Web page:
The first trial in this matter commenced on May 10, 1993 (" Masson I "). The case was submitted to the jury on a special verdict. The jury found that The New Yorker was not liable. The jury also found that Malcolm had libelled Masson, but was unable to reach a verdict regarding the damages that should be awarded.

The district court granted judgment in favor of The New Yorker on September 9, 1993. The judgment was stayed "pending final resolution of the case between Jeffrey Masson and Janet Malcolm." Masson v. New Yorker Magazine, Inc., 832 F. Supp. 1350, 1378 (N.D. Cal. 1993). The district court granted Malcolm's motion for a new trial "on all issues." Id.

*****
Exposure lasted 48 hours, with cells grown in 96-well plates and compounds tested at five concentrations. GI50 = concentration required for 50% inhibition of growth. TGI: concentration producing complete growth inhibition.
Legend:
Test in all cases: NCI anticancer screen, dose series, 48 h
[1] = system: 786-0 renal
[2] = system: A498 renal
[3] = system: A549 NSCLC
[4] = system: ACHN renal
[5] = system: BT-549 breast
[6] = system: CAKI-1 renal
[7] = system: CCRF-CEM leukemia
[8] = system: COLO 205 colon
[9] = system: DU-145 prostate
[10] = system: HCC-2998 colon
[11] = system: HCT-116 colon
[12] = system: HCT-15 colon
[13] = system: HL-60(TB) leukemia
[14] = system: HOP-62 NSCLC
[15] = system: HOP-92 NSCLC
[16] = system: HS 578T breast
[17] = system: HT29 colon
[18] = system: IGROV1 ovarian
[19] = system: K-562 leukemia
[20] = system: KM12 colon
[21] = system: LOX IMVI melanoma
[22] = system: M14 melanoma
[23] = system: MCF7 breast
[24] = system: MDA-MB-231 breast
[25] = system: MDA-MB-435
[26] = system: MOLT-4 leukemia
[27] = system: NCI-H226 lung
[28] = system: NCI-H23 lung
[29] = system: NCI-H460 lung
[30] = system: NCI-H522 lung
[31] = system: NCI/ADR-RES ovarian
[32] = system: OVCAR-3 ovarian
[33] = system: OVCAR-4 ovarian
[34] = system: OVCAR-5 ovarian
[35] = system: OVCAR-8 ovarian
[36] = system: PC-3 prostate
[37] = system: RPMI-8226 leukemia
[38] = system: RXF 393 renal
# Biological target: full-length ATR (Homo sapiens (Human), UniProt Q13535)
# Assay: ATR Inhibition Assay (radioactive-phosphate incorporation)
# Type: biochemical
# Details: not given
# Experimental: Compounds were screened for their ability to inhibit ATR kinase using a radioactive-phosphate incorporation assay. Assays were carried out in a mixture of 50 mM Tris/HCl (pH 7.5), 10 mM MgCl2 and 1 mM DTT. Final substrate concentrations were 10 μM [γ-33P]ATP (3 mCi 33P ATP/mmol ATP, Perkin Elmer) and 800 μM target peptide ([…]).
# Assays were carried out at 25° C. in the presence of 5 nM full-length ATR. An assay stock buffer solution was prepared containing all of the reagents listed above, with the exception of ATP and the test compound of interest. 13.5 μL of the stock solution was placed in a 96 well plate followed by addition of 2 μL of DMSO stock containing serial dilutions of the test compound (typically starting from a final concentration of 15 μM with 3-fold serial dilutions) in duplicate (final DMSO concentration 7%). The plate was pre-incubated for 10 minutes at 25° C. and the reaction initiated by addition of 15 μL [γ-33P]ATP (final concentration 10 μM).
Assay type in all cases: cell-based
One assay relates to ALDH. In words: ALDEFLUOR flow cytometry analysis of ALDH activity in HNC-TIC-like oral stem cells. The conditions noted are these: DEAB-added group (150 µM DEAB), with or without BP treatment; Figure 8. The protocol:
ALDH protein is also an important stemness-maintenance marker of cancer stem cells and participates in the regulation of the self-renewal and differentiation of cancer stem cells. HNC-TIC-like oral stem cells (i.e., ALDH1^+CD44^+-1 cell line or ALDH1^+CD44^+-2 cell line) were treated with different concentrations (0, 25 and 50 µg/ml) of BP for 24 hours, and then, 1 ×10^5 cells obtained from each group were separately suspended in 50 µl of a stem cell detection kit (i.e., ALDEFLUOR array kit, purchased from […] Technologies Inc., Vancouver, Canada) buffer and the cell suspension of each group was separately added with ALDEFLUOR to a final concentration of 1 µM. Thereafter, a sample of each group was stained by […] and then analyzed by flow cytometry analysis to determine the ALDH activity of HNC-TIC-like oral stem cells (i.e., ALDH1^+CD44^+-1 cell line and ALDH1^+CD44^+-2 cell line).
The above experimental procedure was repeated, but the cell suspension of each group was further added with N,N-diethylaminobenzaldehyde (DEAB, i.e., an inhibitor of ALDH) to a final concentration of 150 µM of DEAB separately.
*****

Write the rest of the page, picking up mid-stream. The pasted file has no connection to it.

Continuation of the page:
The second trial commenced on October 3, 1994 ("Masson II"). On November 2, 1994, the jury returned a special verdict in favor of Malcolm with respect to all five quotations. The jury found that Masson had not carried his burden of persuasion that the "Intellectual Gigolo," "Greatest Analyst Who Ever Lived," and "Sex, Women, Fun" quotations were false. It found that the "I Don't Know Why I Put It In" quotation was not defamatory. Additionally, the jury found that Malcolm either did not "know that the ['He Had The Wrong Man'] quotation was false, or she [did not] act with a reckless disregard as to the truth or falsity of [the quotation]." The district court entered a final judgment in favor of Malcolm and The New Yorker on November 4, 1994.